BS Clinical Lab Science University of Maine 2010
I am working with Dr. Ian Bricknell investigating the immune response of red abalone. The goal is to develop basic hemolymph parameters that can be used to evaluate abalone health. This will then be applied to improving husbandry and welfare practices in aquaculture.
The red abalone Haliotis rufescens is the largest species of the 20 commercially important abalone species fished, cultured, and consumed around the world. This species is susceptible to disease issues such as Withering Foot Syndrome both in aquaculture and wild settings that can rapidly diminish populations. In order to improve husbandry techniques including prevention and treatment of disease a clear understanding of abalone immunology is needed.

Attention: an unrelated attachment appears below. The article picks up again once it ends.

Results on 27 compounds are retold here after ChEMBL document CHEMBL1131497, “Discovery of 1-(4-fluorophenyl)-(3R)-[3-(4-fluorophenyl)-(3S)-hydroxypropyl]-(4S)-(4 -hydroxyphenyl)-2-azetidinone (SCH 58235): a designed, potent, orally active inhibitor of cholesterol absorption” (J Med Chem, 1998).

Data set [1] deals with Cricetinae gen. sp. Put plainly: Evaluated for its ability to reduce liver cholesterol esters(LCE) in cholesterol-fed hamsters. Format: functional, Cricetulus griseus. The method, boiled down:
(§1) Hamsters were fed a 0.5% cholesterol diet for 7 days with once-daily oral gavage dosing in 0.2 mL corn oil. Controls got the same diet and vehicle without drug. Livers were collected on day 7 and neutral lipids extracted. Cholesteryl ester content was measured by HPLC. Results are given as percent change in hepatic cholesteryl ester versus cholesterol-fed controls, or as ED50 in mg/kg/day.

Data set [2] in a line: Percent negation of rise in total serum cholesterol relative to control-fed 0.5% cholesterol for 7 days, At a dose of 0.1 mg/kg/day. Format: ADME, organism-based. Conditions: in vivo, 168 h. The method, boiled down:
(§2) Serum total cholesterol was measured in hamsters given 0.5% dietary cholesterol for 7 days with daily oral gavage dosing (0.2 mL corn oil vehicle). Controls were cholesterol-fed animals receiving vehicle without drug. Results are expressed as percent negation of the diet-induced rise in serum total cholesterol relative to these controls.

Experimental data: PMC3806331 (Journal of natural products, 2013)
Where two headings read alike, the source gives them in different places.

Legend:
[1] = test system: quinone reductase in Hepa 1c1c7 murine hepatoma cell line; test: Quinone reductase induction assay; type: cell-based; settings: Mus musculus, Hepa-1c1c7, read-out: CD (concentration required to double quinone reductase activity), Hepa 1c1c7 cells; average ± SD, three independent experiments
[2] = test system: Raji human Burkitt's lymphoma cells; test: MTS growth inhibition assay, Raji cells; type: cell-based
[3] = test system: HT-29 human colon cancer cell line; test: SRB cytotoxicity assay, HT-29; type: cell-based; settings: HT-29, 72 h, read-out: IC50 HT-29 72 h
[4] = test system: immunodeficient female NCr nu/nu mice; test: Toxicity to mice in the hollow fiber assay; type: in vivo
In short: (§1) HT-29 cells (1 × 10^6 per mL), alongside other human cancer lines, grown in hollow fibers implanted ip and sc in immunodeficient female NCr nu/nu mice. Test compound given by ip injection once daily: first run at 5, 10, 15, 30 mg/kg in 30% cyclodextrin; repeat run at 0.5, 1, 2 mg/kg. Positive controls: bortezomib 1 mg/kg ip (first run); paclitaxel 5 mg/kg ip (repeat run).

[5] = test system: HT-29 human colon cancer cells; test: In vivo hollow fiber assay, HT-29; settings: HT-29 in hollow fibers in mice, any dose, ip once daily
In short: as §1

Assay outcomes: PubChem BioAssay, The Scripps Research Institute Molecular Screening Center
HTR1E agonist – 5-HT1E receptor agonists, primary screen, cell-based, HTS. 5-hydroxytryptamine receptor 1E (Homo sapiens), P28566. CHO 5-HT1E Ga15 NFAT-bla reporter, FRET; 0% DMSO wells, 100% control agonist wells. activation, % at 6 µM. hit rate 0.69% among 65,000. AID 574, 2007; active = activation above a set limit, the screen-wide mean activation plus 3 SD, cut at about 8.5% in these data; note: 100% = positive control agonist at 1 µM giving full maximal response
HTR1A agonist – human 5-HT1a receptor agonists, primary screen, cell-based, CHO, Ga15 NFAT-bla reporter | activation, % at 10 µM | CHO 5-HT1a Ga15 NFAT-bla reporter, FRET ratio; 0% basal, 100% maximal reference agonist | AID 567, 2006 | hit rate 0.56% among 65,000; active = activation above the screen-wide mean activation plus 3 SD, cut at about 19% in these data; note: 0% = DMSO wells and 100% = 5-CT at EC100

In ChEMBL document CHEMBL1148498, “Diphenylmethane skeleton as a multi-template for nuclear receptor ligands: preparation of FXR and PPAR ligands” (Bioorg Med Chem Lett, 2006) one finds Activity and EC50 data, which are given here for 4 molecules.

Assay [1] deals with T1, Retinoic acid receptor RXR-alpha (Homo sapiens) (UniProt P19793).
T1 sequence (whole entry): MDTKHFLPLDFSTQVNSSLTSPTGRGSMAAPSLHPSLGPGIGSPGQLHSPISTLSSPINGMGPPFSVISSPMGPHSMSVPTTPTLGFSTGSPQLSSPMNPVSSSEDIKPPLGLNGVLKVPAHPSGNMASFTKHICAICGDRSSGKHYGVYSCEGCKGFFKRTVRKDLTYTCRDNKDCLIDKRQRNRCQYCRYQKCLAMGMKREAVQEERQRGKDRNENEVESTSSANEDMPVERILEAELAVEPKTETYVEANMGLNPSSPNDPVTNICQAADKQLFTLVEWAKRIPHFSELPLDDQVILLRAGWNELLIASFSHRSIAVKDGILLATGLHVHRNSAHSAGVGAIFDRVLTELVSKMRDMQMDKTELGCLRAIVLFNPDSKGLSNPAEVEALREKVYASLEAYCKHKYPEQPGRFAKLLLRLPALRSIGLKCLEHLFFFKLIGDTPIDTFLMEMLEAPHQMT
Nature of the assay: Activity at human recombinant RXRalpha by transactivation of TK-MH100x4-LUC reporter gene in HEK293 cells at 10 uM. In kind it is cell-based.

The defense mechanisms of this marine gastropod against pathogens are still in the early stages of understanding. It is currently believed that abalone like most other invertebrates do not produce antibodies; therefore they would not have adaptive immune response to repeated infections. This study is of innate cellular and humoral factors of the red abalone. It is an initial attempt to establish baseline parameters of healthy abalone. These parameters are all components of the abalone hemolymph, blood equivalent, which can be collected non-destructively. The number, type, and phagocytic activity of circulating hemocytes, hemolymph cells, along with the presence of the bacteria rupturing enzyme lysozyme are the parameters being examined in this initial test. If consistent ranges for each of these immune factors can be established in healthy abalone a rapid diagnostic evaluation of animal health can be developed.
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